South African power utility Eskom is to pay an estimated ZAR200m ($15.6m) for seven new storage casks to keep its Koeberg nuclear plant running beyond 2018.
Koeberg's two 900MWe reactors produce about 32t of used fuel a year and additional storage will be needed after 2018.
Holtec International is to supply HI-STAR 100 dual-purpose used fuel storage and transportation cask for use at the Koeberg plant. Under a contract signed with Eskom in May, Holtec will also design and supply the necessary handling equipment and provide licensing support, training, and cask loading services.
Koeberg's two units are each designed to store some 1536 used fuel assemblies. Currently unit 1 had used about 73% and unit 2 about 70% of the storage space, and the rate at which they were being filled has increased as a result of a new fuel management strategy that requires more used fuel assemblies to be stored after each refuelling outage than before. In order to maximise storage capacity, Eskom has adopted a three phases strategy up until 2025.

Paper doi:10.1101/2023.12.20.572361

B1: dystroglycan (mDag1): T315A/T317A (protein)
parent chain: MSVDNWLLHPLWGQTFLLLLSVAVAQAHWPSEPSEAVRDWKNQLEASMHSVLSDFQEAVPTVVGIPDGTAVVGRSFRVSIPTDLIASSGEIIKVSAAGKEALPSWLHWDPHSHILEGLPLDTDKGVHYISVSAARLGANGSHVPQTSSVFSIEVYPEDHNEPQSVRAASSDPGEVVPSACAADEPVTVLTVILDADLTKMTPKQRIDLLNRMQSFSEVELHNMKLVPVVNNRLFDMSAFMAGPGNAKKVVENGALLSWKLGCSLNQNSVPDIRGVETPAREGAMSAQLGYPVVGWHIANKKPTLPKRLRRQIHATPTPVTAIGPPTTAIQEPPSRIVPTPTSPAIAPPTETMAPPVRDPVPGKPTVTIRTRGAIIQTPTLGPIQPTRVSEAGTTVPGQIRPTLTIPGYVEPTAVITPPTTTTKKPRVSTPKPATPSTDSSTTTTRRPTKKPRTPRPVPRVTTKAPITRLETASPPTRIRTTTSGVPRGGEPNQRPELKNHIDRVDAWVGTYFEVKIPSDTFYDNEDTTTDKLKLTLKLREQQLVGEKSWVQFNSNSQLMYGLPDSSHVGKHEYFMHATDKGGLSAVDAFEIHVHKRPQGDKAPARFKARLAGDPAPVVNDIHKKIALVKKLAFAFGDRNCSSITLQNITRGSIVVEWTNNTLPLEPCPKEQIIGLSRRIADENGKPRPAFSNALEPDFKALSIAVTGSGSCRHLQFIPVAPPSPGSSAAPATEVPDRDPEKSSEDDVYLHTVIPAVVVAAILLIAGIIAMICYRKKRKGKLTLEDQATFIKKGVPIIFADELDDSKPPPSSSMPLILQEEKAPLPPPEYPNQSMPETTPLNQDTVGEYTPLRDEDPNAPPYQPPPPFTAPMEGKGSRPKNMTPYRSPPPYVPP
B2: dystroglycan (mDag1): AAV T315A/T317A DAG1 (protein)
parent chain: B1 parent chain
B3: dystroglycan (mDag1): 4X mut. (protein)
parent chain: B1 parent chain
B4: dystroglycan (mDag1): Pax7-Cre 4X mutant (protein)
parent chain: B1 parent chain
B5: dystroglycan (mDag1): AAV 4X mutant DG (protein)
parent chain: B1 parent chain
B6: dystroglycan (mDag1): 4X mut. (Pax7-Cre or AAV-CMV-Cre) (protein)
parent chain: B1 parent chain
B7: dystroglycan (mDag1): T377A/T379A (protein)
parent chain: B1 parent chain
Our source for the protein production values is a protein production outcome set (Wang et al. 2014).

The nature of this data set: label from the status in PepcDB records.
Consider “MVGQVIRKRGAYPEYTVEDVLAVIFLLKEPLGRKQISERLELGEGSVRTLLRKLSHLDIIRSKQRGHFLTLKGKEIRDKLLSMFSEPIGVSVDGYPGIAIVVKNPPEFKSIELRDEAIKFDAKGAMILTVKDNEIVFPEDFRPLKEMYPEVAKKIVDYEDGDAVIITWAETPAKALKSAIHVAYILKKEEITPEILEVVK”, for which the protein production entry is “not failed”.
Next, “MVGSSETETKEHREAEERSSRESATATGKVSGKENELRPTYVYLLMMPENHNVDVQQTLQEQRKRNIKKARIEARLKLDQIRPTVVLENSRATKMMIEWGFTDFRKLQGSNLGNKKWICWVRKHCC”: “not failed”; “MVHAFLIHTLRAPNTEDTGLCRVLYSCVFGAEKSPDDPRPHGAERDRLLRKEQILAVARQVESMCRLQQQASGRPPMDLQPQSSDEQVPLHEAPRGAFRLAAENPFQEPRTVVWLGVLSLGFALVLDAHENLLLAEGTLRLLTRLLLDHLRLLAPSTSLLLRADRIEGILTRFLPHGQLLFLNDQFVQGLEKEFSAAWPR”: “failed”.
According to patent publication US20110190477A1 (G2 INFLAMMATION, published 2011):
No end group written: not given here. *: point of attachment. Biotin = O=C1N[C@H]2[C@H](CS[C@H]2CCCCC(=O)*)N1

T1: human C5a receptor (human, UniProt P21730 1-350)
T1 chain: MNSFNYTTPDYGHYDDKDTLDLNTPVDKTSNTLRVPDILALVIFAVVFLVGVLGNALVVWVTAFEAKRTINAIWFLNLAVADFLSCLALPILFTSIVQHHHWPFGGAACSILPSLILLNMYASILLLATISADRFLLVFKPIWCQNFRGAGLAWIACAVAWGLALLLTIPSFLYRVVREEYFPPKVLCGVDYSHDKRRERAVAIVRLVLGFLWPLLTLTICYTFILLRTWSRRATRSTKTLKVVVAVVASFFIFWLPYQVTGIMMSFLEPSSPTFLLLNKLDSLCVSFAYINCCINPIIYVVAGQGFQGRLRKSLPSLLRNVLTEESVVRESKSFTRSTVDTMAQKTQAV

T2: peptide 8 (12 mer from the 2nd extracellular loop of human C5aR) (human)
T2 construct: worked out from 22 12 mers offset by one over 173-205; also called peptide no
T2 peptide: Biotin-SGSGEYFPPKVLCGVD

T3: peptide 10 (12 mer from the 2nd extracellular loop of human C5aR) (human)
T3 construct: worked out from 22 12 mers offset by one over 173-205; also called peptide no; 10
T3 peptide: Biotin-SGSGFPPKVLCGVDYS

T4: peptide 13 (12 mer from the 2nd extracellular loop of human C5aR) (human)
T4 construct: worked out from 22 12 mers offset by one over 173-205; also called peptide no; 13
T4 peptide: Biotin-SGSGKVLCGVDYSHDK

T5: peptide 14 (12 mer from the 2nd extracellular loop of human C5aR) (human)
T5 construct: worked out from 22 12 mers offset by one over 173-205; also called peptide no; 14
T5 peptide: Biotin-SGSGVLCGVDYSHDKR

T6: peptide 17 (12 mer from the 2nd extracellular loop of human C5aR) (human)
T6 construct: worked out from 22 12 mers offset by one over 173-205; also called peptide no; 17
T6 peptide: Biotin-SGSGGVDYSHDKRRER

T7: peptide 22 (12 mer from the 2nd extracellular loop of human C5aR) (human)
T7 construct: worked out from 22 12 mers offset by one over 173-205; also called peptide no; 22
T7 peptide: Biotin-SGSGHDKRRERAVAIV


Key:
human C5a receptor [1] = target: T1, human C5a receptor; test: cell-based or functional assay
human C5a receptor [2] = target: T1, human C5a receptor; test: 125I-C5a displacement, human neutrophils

The first phase will see the procurement of seven casks that will allow Koeberg to continue operating beyond a three-year cut off date without having filled the pools, by removing about 200 fuel assemblies. "These new casks will be stored alongside the existing four metal casks in the onsite cask storage building. The existing casks store 112 fuel assemblies," Eskon said.
In the second phase, Eskom will buy a further 30-40 dry storage casks before a final phase in which an on-site transient interim storage facility (TISF) will be built by 2019. "An off-site central interim storage facility is planned to be available by 2025 [and] dry storage casks will be transported from the TISF to this facility," Eskom said.
Low and intermediate-level radioactive waste is transported by road hundreds of kilometres away to the Vaalputs repository, which Eskom favours as the central interim storage facility. South Africa is considering a range of final storage options, including recycling high-level waste or storing it deep underground to service its ambitious plans to generate an additional 9600MWe by 2030.